Bio · Science · Technology

Whole-body CT Scans of 137 Mummies: How Studying Mummies Could Cure Modern Diseases

By comparing diseases from then and now, researchers can learn how they spread. Maybe they can learn how to stop them, too.

Earlier this year, scientists published a study of whole-body CT scans of 137 mummies: ancient Egyptians and Peruvians, ancestral Puebloans of southwest America, and Unangan hunter-gatherers of the Aleutian Islands. They reported signs of athero­sclerosis—a dangerous artery hardening that can lead to heart attacks or stroke—in 34 percent of them. What struck the research team, led by Randall Thompson of Saint Luke’s Mid America Heart Institute in Kansas City, Missouri, was that it afflicted mummies from every group. Frank Rühli, head of the Swiss Mummy Project at the University of Zurich, also sees the condition in about 30 to 50 percent of the adult specimens he studies. The breadth of these findings suggests that atherosclerosis today may have less to do with modern excesses such as overeating and more with underlying genetic factors that seem present in a certain percentage of humans living almost anywhere in the world. Someday, identifying those genes could lead to new drugs for heart disease.

Ancient mummies can provide a wealth of information about the health of early civilizations, which may help us better treat diseases today. But because mummies are both rare and delicate, researchers have been limited in what they could do to them—and therefore what they could learn from them. Recent improvements of two medical tools—DNA sequencing, which can reveal microbial infections, and CT scanning—are letting paleopathologists diagnose mummies’ causes of death in detail. They’re now finding signs of everything from prostate cancer to malaria in mummies across the globe. By comparing the ancient forms of those diseases with their contemporary equivalents, researchers can learn how those diseases evolved, what makes them so harmful, and—possibly—how to stop them.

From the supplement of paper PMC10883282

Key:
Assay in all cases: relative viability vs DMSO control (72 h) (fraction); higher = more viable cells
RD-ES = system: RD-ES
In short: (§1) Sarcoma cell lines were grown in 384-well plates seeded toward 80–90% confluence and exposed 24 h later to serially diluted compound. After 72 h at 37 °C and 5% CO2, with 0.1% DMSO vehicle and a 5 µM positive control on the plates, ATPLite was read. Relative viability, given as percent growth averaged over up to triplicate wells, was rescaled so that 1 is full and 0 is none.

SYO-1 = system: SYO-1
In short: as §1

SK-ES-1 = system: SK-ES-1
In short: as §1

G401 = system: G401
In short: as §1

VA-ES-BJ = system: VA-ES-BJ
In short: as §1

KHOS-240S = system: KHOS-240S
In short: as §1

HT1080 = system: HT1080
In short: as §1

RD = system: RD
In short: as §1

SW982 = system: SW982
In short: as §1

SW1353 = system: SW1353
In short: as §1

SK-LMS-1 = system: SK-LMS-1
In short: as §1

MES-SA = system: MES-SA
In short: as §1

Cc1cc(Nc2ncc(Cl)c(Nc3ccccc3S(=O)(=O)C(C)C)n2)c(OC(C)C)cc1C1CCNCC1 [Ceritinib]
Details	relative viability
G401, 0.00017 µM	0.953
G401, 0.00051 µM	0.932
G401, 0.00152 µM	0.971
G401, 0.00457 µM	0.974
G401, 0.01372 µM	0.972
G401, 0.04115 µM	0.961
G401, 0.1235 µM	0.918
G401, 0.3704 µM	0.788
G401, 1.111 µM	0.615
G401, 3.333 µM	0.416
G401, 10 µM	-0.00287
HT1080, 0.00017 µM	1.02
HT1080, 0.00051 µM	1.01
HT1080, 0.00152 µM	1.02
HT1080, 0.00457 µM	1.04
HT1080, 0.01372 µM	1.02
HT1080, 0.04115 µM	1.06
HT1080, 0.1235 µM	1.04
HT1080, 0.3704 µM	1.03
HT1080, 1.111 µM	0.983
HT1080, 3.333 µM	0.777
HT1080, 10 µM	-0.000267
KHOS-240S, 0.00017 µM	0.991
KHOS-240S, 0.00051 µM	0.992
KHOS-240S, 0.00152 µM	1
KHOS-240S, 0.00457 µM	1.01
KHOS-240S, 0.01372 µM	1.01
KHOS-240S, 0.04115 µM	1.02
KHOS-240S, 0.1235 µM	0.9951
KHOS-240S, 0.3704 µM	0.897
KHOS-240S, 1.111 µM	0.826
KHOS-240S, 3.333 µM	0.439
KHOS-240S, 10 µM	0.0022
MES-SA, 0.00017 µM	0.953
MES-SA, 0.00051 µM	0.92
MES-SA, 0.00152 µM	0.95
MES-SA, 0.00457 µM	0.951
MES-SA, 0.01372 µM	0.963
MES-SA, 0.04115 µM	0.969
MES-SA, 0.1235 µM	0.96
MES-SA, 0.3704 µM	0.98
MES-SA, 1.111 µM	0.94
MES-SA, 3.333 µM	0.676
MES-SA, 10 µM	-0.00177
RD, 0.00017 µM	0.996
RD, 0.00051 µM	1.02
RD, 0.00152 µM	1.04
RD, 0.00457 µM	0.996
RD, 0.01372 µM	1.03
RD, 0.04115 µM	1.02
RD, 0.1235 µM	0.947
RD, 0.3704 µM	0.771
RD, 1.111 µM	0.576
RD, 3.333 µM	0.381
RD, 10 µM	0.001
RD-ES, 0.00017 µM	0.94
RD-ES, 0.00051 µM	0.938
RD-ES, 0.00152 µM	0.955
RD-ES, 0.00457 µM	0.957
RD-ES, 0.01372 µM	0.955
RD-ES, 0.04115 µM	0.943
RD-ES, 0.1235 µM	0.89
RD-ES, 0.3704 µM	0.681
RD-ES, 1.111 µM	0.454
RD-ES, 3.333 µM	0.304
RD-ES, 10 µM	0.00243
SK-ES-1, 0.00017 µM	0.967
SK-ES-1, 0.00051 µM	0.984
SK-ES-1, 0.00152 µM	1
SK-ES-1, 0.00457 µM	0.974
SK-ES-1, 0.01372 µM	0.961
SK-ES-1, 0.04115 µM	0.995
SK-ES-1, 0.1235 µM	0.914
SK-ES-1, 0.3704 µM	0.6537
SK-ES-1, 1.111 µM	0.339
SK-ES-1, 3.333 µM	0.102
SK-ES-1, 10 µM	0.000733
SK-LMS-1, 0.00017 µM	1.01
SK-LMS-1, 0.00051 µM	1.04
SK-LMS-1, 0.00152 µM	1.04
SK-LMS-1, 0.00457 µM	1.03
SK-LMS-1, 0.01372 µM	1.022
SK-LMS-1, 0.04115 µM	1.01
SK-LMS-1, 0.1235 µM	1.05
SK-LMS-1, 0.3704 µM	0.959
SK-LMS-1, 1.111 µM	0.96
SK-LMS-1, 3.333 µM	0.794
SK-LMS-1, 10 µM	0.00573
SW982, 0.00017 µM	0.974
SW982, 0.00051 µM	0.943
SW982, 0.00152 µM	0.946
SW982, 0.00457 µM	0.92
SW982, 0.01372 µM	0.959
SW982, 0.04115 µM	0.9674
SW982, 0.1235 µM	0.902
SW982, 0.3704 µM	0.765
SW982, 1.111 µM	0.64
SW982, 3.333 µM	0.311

Text (Roxanne Khamsi) and Images (Getty Images/Kenneth Garrett) via Popular Science. Continue THERE

Earthly/Geo/Astro · Human-ities · Science · Technology

Iron in Egyptian relics came from space: Meteorite impacts thousands of years ago may have helped to inspire ancient religion.

The 5,000-year-old iron bead might not look like much, but it hides a spectacular past: researchers have found that an ancient Egyptian trinket is made from a meteorite.

The result, published on 20 May in Meteoritics & Planetary Science, explains how ancient Egyptians obtained iron millennia before the earliest evidence of iron smelting in the region, solving an enduring mystery. It also hints that they regarded meteorites highly as they began to develop their religion.

“The sky was very important to the ancient Egyptians,” says Joyce Tyldesley, an Egyptologist at the University of Manchester, UK, and a co-author of the paper. “Something that falls from the sky is going to be considered as a gift from the gods.”

The tube-shaped bead is one of nine found in 1911 in a cemetery at Gerzeh, around 70 kilometres south of Cairo. The cache dates from about 3,300 bc, making the beads the oldest known iron artefacts from Egypt.

Text and Image via Nature. Continue reading HERE

Ancient Egyptians accessorized with meteorites. Via The Open University.